Some hotels offer different types of rooms for guests who don’t smoke (non-smoking rooms) and rooms with views (for example, ocean view/sea view, mountain view or lake view).

Checking Guests In 

Do you have a reservation?
This is one of the first things you will ask a guest when they walk up to the reception desk. Not all guests have reservations. Some simply walk in and ask for a room.
What name is the reservation under?
If the guest has a reservation, find out the name of the person it’s under (associated with). That way you can pull up their information on your computer screen.
Could I have your ID and credit card, please?
When checking in, hotels usually require the credit card of the guest and some form of identification (ID) like their passport or driver’s license.
Using the modal verb could will make you sound more polite and professional.
Your room is on the [number] floor, room number [number].
Tell the guest which room they’ve been assigned (given). For instance, you might say:
Your room is on the 9th floor, room number 925.
Breakfast is served from [time] to [time] every morning at/in [location/room].
Many hotels provide a free breakfast to guests every morning as part of their stay. If this is the case at your hotel, inform your guest about the time and place where they can enjoy the breakfast.
So you might say:
Breakfast is served from 6 to 9 a.m. every morning in the dining area.
Is there anything else I can help you with?
This is a customer-friendly question you could ask after assisting a guest. In case they need more information or assistance, let them know that you’re always there to help. This is a good question to keep in mind.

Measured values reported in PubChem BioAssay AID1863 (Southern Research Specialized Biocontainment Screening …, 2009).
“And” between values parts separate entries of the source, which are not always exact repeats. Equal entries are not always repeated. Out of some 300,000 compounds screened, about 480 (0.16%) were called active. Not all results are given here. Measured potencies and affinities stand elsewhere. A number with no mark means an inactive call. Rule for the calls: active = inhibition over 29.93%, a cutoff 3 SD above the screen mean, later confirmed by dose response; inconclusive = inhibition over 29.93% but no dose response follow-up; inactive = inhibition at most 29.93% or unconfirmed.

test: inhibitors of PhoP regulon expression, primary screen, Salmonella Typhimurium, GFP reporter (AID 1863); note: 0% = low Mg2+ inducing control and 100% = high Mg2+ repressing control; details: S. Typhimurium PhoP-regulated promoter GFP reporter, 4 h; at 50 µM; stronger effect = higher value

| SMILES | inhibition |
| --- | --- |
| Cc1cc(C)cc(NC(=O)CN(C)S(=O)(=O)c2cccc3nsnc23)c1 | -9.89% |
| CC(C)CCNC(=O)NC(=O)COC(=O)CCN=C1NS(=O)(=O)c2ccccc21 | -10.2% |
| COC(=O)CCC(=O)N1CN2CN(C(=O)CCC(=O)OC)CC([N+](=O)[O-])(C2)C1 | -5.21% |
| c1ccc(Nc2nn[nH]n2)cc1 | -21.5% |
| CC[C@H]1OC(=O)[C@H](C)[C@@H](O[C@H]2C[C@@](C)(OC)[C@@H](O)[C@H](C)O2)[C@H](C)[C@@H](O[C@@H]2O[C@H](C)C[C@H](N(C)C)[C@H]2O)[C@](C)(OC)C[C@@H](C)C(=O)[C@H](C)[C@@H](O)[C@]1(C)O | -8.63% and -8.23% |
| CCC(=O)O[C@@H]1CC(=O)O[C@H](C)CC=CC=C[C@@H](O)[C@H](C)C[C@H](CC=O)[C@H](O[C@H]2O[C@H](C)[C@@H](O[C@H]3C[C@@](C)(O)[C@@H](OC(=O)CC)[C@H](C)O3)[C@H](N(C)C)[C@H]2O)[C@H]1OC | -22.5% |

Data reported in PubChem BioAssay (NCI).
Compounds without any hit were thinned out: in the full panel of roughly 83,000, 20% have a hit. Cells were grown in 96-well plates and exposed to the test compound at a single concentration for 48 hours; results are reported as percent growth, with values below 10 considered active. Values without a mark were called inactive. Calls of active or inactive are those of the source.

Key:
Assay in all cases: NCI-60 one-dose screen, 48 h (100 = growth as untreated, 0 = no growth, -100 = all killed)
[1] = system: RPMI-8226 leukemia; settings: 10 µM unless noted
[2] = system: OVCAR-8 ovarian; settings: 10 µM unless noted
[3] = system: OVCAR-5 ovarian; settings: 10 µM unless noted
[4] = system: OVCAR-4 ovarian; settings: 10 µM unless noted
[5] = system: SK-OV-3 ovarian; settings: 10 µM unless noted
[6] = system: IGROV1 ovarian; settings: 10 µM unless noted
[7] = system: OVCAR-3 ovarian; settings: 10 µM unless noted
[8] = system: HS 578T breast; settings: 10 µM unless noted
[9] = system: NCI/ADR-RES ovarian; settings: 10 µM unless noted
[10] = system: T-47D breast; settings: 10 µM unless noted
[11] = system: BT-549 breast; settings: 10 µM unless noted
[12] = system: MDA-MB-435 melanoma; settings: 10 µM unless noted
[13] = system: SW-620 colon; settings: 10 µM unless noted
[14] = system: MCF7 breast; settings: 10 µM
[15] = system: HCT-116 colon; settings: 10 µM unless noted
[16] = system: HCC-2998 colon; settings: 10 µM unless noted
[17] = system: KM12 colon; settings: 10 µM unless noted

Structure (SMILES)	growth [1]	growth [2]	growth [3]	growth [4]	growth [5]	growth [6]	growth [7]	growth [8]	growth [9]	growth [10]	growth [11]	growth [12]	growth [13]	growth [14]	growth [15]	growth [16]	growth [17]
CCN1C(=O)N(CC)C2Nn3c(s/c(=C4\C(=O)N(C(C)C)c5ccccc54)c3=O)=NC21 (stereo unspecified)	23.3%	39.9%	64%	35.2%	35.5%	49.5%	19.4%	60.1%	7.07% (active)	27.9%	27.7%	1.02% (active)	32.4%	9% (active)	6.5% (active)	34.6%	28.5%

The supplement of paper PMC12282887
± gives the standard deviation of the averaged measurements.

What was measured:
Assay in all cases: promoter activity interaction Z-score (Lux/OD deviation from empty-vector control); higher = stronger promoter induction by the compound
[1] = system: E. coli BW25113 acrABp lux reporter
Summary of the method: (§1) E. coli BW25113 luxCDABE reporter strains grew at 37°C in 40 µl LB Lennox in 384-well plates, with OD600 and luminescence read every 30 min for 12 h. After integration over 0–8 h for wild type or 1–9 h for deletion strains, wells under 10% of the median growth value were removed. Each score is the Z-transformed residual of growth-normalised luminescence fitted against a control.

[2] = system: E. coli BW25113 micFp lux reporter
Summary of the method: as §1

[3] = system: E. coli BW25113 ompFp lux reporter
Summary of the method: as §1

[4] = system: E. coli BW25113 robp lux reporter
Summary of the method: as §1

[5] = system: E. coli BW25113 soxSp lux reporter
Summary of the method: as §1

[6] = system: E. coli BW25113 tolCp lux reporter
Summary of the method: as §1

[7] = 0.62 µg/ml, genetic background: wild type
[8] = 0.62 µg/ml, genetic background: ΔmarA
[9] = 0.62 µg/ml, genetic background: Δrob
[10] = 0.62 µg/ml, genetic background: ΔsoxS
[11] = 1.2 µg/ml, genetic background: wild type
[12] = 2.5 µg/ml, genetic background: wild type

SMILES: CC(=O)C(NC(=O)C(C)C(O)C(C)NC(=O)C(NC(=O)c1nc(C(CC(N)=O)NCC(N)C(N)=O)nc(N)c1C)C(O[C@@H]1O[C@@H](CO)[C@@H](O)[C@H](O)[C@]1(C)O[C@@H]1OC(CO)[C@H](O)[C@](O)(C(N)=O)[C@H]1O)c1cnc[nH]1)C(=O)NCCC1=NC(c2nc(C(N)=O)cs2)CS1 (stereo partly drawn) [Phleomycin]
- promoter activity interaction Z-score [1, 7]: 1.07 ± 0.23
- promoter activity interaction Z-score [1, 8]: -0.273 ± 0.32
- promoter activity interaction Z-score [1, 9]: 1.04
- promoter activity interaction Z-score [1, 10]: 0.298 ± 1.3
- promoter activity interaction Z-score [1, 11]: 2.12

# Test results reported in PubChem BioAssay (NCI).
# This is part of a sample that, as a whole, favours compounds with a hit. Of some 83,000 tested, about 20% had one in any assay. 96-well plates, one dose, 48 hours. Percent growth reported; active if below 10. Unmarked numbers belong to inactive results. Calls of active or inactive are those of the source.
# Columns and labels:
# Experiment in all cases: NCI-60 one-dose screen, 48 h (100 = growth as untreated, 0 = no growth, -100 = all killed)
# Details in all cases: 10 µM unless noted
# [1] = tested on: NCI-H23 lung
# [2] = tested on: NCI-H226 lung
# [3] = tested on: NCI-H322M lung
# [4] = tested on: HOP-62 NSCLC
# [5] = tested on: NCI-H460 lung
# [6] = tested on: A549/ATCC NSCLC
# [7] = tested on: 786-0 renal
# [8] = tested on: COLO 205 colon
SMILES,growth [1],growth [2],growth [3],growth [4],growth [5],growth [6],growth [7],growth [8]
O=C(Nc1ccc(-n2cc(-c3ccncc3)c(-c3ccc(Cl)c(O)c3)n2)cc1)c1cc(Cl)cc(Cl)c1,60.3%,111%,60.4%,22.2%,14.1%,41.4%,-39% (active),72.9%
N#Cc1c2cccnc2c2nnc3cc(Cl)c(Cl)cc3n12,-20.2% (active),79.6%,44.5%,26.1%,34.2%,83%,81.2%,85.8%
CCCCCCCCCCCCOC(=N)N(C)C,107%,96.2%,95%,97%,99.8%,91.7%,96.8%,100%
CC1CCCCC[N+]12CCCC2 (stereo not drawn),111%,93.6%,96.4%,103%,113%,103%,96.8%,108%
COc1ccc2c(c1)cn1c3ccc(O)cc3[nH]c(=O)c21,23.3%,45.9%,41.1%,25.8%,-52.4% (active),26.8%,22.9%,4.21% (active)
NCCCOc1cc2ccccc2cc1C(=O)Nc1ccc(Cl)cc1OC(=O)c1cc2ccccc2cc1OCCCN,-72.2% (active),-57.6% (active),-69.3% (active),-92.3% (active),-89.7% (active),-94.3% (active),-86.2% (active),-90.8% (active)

Enjoy your stay.
Be sure to wish your guest a pleasant stay after you check them in.

Giving Information, Offering Assistance and Handling Complaints

A big part of your job as a hotel receptionist is to make guests feel at home and well taken care of during their stay. You’re the person guests come to for information, assistance and yes, even complaints.
We have [scheduled services] that run to/from [location]. You’ll find [information] in/at/by [location].
Hotels often offer arranged transportation services like buses and tours that guests can use freely to travel to locations like the airport, local tourist attractions and shopping areas. These two statements are useful for informing your guests about these services. Feel free to adapt them to suit different situations:
We have a shuttle bus service that runs to the airport from here. You’ll find the shuttle schedule by the front door.
We have city tours that run between here, Disneyland and Universal Studios. You’ll find brochures of all our city tours to the left of this lobby.
To get to [location], just…
Guests often ask for directions on how to get to a certain location either within the hotel or outside. This statement can easily be adapted to suit different situations.
To get to the gym, just go down this hallway and turn left. It’s the second door on your right.
To get to the nearest McDonald’s, just cross the street outside the hotel and walk straight.
I’m sorry about that. Let me see how we can fix that right away.
Your guest might mention (…or, yell) something they’re unhappy about. Maybe their towels need changing or their TV isn’t working.
With the polite expressions above, you can apologize to the guest (even if it’s not your fault) and offer to fix the problem.
If you need anything else, please let us know.
Here’s another customer-friendly expression to let your guests know they can always contact you if they need help with anything else.

Checking Guests Out

Could I have your room number and key, please?
When your guest is ready to check out, start by asking for their room number and key. Here again, use the modal verb could to sound more polite.
Your total is [amount]. How will you be paying for this, please?
Let them know the total amount for their stay and ask them how they prefer to pay. Some guests may prefer to pay by credit card, others may pay with cash, etc.